Today is a red-letter day for Lutherans and other Reformed Christians. While most of us are gearing up for All Saints and All Souls (and while the secular world is getting into Halloween mode), the Lutherans are singing “A mighty fortress” and hoisting their beersteins (or port glasses in the Barossa) with a hearty “Sola Fides”!
For those of you not up on Ref History, the reason Oct 31 is Reformation Day is because that is the day that, in 1517, Brother Martin Luther (the Blessed Doctor, as Confessional Lutherans call him) posted his 95 Theses on the local notice board (ie. the door of the Wittenberg Church).
[That’s Brother Martin played by Joseph Fiennes in the picture. I wonder if there is some sort of meaning here somewhere with Joseph doing Luther while his brother Ralph got to do Lord Voldemort…?]
The reason for choosing this particular church door was that the next day, being All Saints day, the Elector, Frederick the Wise, would stage the annual exhibition of his vast collection of relics, which always drew a crowd.
Not that many Lutherans would be aware of what was actually in the 95 Theses. Some will able to quote the very first Thesis (“Our Lord and Master Jesus Christ, when He said Poenitentiam agite, willed that the whole life of believers should be repentance”–quite good spirituality in that), but most would be unaware that they uphold, rather than reject, the authority of the pope and the existence of purgatory.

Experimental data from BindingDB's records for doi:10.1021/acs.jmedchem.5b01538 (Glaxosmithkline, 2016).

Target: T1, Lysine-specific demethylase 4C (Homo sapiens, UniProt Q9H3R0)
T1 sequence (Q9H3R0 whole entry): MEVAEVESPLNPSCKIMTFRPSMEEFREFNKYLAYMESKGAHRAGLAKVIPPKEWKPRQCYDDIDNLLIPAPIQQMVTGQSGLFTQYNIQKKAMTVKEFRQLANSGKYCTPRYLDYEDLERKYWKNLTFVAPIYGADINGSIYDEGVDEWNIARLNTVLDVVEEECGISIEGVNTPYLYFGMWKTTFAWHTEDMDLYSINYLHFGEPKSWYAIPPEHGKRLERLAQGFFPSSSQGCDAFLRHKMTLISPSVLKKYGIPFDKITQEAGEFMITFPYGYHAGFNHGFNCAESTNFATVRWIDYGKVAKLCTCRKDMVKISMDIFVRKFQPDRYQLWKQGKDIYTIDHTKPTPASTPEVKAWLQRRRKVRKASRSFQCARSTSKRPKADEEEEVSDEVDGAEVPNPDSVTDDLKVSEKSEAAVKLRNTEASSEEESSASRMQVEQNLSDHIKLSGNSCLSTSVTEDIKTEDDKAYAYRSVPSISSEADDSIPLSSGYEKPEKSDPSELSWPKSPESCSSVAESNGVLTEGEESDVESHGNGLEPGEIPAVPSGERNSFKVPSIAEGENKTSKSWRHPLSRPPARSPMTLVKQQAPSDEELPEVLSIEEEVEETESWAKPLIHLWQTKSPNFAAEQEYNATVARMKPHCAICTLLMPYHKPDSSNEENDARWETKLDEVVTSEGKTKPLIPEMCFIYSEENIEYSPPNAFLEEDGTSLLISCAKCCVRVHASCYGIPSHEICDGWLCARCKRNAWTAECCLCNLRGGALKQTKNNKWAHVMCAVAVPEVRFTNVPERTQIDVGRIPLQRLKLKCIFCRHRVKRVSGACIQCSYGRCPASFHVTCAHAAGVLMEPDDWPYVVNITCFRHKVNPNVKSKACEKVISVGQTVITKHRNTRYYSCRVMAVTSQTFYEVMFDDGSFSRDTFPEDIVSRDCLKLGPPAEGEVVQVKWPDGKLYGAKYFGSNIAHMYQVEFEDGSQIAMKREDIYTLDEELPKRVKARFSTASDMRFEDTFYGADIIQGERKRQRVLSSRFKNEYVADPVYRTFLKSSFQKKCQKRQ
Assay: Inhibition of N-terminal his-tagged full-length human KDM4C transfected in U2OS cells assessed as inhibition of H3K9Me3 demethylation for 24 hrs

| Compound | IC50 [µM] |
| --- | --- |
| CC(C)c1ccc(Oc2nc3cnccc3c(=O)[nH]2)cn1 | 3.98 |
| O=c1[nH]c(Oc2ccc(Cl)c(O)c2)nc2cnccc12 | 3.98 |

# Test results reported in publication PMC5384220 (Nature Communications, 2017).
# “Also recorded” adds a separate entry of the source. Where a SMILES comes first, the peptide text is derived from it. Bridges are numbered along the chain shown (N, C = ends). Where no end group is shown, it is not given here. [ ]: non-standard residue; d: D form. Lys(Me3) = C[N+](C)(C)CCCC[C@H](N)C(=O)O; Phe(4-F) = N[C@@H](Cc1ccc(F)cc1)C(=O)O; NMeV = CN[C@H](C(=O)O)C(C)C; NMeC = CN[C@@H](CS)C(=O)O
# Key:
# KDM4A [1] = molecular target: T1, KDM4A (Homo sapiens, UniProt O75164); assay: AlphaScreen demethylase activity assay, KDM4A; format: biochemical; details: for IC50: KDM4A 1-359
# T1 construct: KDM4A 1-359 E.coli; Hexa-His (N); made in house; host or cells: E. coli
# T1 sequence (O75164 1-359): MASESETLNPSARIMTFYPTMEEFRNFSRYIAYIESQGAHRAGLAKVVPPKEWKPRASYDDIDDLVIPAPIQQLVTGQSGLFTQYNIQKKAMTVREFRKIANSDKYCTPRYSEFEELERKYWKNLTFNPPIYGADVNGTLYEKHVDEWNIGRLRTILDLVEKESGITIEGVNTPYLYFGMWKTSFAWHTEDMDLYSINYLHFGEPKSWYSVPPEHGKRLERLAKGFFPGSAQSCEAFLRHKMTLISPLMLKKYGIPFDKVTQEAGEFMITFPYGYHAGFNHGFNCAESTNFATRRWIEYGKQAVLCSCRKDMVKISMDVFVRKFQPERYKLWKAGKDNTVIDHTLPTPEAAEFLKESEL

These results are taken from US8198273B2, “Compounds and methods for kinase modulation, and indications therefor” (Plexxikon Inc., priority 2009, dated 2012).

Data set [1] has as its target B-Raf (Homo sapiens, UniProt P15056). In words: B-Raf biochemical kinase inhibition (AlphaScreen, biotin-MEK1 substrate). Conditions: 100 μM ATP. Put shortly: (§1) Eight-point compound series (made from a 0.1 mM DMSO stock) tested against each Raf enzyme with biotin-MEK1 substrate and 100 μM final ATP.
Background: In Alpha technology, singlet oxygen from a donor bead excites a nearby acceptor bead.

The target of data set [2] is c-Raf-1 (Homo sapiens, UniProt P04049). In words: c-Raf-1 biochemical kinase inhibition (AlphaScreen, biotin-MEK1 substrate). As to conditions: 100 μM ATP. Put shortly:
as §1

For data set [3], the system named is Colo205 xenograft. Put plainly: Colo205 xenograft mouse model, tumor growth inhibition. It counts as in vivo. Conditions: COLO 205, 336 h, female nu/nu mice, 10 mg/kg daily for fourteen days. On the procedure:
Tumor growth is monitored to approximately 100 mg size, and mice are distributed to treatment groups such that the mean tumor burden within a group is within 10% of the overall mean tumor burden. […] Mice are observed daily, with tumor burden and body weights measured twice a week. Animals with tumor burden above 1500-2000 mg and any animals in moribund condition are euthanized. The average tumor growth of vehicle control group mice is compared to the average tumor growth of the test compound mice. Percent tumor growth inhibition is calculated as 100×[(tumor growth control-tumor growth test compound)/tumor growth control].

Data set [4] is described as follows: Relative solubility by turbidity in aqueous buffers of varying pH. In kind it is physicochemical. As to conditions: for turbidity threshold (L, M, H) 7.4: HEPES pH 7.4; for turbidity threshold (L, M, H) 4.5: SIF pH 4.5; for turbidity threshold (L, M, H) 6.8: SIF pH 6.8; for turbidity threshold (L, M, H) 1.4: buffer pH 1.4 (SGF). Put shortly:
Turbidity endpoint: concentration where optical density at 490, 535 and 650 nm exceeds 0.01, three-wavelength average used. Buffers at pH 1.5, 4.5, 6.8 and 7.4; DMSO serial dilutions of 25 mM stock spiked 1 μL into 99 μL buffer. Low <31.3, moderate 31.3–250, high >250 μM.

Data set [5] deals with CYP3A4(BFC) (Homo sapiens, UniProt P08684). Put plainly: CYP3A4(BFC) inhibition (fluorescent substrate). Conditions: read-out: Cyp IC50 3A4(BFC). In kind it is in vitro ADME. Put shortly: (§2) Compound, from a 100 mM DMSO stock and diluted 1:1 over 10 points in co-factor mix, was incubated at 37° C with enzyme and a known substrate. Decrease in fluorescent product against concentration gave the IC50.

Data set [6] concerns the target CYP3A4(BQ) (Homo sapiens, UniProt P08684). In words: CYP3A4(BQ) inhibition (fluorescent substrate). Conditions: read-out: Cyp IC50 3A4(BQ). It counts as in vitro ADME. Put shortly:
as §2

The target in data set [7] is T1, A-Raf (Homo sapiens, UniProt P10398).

Luther wrote his theses as the starting point for an academic debate at his university, which was never–in the excited aftermath–actually held. I would like, one day, actually stage the debate with a Lutheran theologian (any takers?), because looking at them, I think that some of Brother Martin’s statements about purgatory do not properly represent the teaching of the Church (although they might well have represented what was generally taught in Luther’s day).
For eg. thesis 16 says: “16. Hell, purgatory, and heaven seem to differ as do despair, almost-despair, and the assurance of safety.” This seems to put purgatory in closer relation to hell than to heaven, whereas Catholic theology sees purgatory as completely different from hell and the anticipation of heaven. More accurate would be to say that the correspondence is to “despair, hope and assurance” respectively.
Anyway, there it is. The most Protestant festival of the year is side by side with the most Catholic festival, and between them both this pagan nonsense of Halloween has got its claws in. Funny old thing, history…